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I live in Bedford, England. Having retired from teaching; I am now a research student at the University of Bedfordshire researching into Threshold Concepts in the context of A-level Physics. I love reading! I enjoy in particular fiction (mostly great and classic fiction although I also enjoy whodunnits), biography, history and smart thinking. I have also recently become a keen playgoer to London Fringe Theatre. I enjoy mostly classics and I read the playscripts and add those to the blog. I am a member of Bedford Writers' Circle. See their website here: http://bedford-writers.co.uk/ Follow me on twitter: @daja57

Saturday, 10 February 2018

"What Happened" by Hillary Rodham Clinton

Clinton is the wife of Bill Clinton, former president of the United States, who went on to become a Senator for New York, US Secretary of State under Barack Obama, and Democrat candidate for US President in 2016 in a race in which she gained more votes than her rival Donald Trump but lost to him because of the archaic US Electoral College rules. This book tries to explain how her campaign, which everyone (including herself and, it appears, Mr Trump) thoughtshe would win, failed so spectacularly.

It is written in a very straightforward style. As is typical of US books it is obsessed with facts, in particular poll ratings, the names of people, and what she eats. She would appear to read a lot of inspirational books especially those written by religious people.  I found that these details tended to get in the way of the narrative.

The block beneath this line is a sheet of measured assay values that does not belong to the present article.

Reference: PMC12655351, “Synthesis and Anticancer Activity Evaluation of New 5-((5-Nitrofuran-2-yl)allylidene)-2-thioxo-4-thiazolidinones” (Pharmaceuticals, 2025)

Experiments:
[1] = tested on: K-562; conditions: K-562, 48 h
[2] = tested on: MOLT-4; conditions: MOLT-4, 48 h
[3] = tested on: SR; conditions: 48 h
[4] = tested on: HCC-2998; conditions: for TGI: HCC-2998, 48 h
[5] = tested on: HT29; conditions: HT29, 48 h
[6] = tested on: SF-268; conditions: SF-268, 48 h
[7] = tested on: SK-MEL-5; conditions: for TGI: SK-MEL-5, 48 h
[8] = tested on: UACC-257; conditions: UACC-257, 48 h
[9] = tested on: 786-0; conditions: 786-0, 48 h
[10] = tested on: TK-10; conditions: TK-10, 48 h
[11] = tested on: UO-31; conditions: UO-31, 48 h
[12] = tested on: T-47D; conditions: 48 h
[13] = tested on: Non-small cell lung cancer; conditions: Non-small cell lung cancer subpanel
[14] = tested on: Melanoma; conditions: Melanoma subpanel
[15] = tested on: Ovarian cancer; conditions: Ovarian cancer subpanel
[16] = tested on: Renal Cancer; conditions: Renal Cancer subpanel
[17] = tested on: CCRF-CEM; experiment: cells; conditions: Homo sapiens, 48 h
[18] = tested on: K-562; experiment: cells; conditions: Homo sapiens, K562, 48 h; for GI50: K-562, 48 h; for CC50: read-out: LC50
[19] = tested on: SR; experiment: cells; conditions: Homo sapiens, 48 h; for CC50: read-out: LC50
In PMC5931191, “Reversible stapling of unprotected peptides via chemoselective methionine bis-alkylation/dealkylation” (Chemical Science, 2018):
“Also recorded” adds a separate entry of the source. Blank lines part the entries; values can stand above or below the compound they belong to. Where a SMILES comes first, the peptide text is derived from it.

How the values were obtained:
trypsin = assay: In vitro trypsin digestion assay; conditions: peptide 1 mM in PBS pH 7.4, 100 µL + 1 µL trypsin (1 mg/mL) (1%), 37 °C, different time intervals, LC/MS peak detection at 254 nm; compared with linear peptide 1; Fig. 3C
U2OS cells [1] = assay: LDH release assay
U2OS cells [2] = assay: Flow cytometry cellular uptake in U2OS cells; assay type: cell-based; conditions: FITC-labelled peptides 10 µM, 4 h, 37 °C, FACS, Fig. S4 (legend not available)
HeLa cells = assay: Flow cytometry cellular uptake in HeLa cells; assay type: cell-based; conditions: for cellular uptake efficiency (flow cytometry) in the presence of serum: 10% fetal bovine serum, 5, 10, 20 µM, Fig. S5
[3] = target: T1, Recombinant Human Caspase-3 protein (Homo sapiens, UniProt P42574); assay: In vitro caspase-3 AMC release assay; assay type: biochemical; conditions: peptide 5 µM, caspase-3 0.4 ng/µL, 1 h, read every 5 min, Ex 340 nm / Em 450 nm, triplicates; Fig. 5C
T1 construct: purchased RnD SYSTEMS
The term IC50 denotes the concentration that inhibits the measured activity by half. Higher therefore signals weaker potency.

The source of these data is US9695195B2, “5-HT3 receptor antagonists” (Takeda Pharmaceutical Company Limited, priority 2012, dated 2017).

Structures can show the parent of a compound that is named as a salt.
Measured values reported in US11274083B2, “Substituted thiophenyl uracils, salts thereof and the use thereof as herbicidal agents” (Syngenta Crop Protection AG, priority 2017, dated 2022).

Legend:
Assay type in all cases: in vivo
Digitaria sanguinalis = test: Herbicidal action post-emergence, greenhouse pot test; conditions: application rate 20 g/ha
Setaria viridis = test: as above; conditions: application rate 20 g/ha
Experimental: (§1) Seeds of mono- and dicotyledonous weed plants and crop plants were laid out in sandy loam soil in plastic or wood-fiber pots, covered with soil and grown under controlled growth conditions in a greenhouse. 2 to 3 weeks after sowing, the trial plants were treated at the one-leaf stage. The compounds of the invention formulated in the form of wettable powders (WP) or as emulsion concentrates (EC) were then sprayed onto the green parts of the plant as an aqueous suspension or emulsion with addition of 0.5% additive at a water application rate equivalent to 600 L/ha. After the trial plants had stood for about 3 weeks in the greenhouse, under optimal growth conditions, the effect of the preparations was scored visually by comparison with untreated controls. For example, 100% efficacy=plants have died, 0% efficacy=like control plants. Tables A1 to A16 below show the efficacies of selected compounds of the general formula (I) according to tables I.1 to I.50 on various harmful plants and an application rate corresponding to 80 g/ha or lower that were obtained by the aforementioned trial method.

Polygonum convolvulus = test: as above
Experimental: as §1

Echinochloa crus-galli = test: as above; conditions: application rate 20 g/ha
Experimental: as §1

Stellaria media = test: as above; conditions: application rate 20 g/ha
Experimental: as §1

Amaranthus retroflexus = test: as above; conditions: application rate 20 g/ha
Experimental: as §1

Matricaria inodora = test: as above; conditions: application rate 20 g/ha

It's not a rant. There is a lot of careful policy. Clinton comes over as extremely thoughtful, searingly honest, and very caring, although it is interesting that the norms she accepts (such as self-help, reducing taxes, being the world's policeman) are really rather right wing in the context of European politics.

Some interesting comments:

  • "To abandon facts is to abandon freedom. If nothing is true, then no one can criticize power, because there is no basis on which to do so. If nothing is true, then all is spectacle." (p 9; quoting Timothy Snyder)
  • Attempting to define reality is a core feature of authoritarianism.” (p 9)
  • It wasn't all yoga and breathing: I also drink my share of chardonnay.” (p 27)
  • There is an opioid epidemic in the US. In 2015 over 33,000 people overdosed and died. “A woman in treatment [for opioid addiction] told me, ‘We're not bad people trying to get good. we're sick people trying to get well’.” (p 62)
  • Gun violence ... is the leading cause of death for young black men [in the US], outstripping the next nine causes of death combined.” (p 178)
  • Change might be the most powerful word in American politics. It's also one of the hardest to define.” (p 197)
  • “Service is the rent we pay for living.” (p 215; quoting Marian Wright Edelman)
  • President Obama once compared Vladimir Putin to a ‘bored kid at the back of the classroom. ... he's got that kind of slouch’.” (p 327)
  • De Tocqueville ... wrote that revolts tend to start not in places where conditions are worst, but in places where expectations are most unmet.” (p 442)

February 2018; 464 pages

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